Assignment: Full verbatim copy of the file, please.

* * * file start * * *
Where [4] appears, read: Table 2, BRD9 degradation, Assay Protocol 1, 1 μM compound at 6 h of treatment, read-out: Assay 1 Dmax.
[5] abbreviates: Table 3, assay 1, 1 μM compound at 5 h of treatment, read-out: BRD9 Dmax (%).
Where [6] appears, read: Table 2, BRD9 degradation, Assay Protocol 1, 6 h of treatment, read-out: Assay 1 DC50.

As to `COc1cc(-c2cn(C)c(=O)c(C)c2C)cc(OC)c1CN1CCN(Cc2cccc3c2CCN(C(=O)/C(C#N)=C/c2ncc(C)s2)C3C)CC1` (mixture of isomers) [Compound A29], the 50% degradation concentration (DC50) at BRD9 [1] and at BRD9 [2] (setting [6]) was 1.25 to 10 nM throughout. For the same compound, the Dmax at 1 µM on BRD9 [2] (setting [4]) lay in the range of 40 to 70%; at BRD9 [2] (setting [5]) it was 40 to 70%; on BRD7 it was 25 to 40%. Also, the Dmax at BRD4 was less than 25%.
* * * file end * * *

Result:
Where [4] appears, read: Table 2, BRD9 degradation, Assay Protocol 1, 1 μM compound at 6 h of treatment, read-out: Assay 1 Dmax.
[5] abbreviates: Table 3, assay 1, 1 μM compound at 5 h of treatment, read-out: BRD9 Dmax (%).
Where [6] appears, read: Table 2, BRD9 degradation, Assay Protocol 1, 6 h of treatment, read-out: Assay 1 DC50.

As to `COc1cc(-c2cn(C)c(=O)c(C)c2C)cc(OC)c1CN1CCN(Cc2cccc3c2CCN(C(=O)/C(C#N)=C/c2ncc(C)s2)C3C)CC1` (mixture of isomers) [Compound A29], the 50% degradation concentration (DC50) at BRD9 [1] and at BRD9 [2] (setting [6]) was 1.25 to 10 nM throughout. For the same compound, the Dmax at 1 µM on BRD9 [2] (setting [4]) lay in the range of 40 to 70%; at BRD9 [2] (setting [5]) it was 40 to 70%; on BRD7 it was 25 to 40%. Also, the Dmax at BRD4 was less than 25%.